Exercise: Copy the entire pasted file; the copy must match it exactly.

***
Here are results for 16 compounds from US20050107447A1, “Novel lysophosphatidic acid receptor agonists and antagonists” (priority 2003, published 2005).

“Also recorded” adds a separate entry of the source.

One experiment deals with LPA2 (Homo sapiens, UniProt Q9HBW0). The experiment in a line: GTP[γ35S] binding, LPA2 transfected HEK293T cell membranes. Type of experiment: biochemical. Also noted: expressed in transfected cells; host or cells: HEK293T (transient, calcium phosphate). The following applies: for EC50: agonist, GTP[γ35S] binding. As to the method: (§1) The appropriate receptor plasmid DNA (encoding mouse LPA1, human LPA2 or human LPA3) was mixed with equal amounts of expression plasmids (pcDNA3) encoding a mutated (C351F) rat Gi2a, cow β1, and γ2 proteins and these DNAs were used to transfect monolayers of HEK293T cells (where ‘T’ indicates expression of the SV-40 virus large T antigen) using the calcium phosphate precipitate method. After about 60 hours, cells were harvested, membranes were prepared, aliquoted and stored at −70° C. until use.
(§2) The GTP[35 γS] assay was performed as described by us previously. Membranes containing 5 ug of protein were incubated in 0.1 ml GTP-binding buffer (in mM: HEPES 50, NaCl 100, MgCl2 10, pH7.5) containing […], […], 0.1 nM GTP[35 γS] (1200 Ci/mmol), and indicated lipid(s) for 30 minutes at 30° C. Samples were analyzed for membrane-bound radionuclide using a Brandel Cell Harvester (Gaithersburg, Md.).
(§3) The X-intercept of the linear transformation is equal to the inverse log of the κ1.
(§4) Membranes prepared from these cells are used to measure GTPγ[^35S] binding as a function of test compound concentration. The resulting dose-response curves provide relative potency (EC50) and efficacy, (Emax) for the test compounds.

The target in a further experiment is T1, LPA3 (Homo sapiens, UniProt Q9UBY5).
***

Here are results for 16 compounds from US20050107447A1, “Novel lysophosphatidic acid receptor agonists and antagonists” (priority 2003, published 2005).

“Also recorded” adds a separate entry of the source.

One experiment deals with LPA2 (Homo sapiens, UniProt Q9HBW0). The experiment in a line: GTP[γ35S] binding, LPA2 transfected HEK293T cell membranes. Type of experiment: biochemical. Also noted: expressed in transfected cells; host or cells: HEK293T (transient, calcium phosphate). The following applies: for EC50: agonist, GTP[γ35S] binding. As to the method: (§1) The appropriate receptor plasmid DNA (encoding mouse LPA1, human LPA2 or human LPA3) was mixed with equal amounts of expression plasmids (pcDNA3) encoding a mutated (C351F) rat Gi2a, cow β1, and γ2 proteins and these DNAs were used to transfect monolayers of HEK293T cells (where ‘T’ indicates expression of the SV-40 virus large T antigen) using the calcium phosphate precipitate method. After about 60 hours, cells were harvested, membranes were prepared, aliquoted and stored at −70° C. until use.
(§2) The GTP[35 γS] assay was performed as described by us previously. Membranes containing 5 ug of protein were incubated in 0.1 ml GTP-binding buffer (in mM: HEPES 50, NaCl 100, MgCl2 10, pH7.5) containing […], […], 0.1 nM GTP[35 γS] (1200 Ci/mmol), and indicated lipid(s) for 30 minutes at 30° C. Samples were analyzed for membrane-bound radionuclide using a Brandel Cell Harvester (Gaithersburg, Md.).
(§3) The X-intercept of the linear transformation is equal to the inverse log of the κ1.
(§4) Membranes prepared from these cells are used to measure GTPγ[^35S] binding as a function of test compound concentration. The resulting dose-response curves provide relative potency (EC50) and efficacy, (Emax) for the test compounds.

The target in a further experiment is T1, LPA3 (Homo sapiens, UniProt Q9UBY5).